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|Figure 4: Hyaline globules and spindle cells with interspersed vascular channels filled with red blood cells, (H&E, ×40)|
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A 78-year-old male presented with pink nodules on his left leg for a few months. He was a known case of hypertension. The lesions were 3-4 mm in size and tender on touch. Systemic examination did not reveal any hepato- or splenomegaly, and lymph nodes too were not enlarged. All routine investigations including that for HIV were negative. There was no history of transfusion or organ transplantation. Histopathology from a nodule showed features similar to those in case 1. The case history review revealed that he was diagnosed as a case of KS and was treated with chemotherapy 5 years ago; hence this episode was clearly a recurrence. He received doxorubicin therapy again and showed regression of lesions. At the time of writing this manuscript, the patient had developed pain in the lesions and swelling on legs. He has undergone a third cycle of chemotherapy with paclitaxil.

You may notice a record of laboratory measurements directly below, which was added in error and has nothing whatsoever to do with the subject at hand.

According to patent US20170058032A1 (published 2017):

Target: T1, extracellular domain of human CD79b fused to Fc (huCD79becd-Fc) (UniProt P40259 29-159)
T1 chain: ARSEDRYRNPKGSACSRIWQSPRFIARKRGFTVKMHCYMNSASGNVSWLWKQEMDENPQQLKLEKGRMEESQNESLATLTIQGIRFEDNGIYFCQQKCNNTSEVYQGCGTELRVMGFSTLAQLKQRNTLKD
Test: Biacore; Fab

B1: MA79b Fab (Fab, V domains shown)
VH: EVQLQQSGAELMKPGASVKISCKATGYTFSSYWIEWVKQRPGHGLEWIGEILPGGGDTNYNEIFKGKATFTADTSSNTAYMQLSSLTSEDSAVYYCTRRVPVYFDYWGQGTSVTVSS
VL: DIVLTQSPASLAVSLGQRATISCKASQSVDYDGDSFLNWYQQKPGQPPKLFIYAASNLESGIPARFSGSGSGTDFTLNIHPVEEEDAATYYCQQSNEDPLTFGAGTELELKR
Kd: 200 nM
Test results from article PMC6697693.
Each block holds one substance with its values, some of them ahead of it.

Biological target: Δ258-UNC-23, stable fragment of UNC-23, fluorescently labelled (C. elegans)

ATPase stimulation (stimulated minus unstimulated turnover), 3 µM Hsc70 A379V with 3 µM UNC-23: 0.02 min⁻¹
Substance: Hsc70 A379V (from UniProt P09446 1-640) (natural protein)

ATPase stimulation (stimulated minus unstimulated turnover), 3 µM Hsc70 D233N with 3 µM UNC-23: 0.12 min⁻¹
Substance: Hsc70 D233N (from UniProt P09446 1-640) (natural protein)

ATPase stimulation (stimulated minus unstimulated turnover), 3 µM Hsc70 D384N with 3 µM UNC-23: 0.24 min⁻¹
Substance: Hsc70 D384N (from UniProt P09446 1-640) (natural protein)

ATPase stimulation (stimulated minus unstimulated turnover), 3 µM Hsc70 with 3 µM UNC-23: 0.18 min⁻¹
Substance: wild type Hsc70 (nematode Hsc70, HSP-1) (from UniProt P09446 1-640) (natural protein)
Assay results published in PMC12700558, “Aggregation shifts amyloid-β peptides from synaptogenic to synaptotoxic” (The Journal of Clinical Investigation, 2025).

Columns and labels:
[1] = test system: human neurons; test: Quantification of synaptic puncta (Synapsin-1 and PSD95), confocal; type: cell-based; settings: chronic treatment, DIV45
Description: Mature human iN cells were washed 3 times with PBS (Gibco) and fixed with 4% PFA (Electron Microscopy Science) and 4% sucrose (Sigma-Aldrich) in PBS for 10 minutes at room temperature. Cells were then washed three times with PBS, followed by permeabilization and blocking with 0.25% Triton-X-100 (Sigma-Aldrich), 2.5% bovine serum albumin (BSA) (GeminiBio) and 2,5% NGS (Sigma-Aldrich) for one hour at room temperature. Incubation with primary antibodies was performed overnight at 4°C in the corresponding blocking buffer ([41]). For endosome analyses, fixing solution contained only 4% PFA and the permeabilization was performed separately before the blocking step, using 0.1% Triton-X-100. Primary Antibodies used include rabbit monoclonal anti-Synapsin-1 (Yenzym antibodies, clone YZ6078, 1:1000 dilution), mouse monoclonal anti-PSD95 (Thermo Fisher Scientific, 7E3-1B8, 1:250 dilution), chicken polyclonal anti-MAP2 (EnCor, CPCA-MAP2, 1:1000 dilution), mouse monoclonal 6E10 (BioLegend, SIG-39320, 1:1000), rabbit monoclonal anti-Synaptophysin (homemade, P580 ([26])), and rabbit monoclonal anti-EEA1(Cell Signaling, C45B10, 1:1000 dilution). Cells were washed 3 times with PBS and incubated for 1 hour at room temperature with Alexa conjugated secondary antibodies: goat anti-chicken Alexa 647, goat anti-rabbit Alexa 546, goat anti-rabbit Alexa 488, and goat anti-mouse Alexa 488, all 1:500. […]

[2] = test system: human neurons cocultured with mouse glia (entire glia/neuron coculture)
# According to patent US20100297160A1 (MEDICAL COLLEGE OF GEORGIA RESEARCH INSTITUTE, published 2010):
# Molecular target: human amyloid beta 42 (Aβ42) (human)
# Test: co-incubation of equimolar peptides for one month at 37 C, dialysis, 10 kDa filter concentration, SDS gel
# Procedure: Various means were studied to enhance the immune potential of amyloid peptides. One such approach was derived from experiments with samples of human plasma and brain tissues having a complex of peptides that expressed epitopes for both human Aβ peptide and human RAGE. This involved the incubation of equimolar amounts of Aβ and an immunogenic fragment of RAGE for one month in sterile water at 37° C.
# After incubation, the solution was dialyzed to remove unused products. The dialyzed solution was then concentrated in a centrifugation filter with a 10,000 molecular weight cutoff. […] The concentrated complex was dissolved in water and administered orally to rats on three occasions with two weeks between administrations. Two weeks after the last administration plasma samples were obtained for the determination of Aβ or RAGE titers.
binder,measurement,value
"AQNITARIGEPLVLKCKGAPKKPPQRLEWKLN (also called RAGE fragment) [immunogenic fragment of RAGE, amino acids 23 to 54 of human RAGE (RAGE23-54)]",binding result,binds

| > Discussion|| |
CKS is a multifocal, malignant vascular tumor. Human herpes virus 8 (HHV-8) also known as Kaposi sarcoma-associated herpes virus (KSHV) is believed to be a major causative factor for all clinical variants of KS. , KSHV was not done for both of our patients because of the nonavailability of this facility.
The incidence of CKS has been reported to be high in Jewish populations living in Israel in a population-based incidence study,  observed over a period of 20 years. The incidence of CKS is also high in populations of Mediterranean countries. , A report of KS from Turkey  described 37 cases but did not elaborate on the ethnicity of their cases.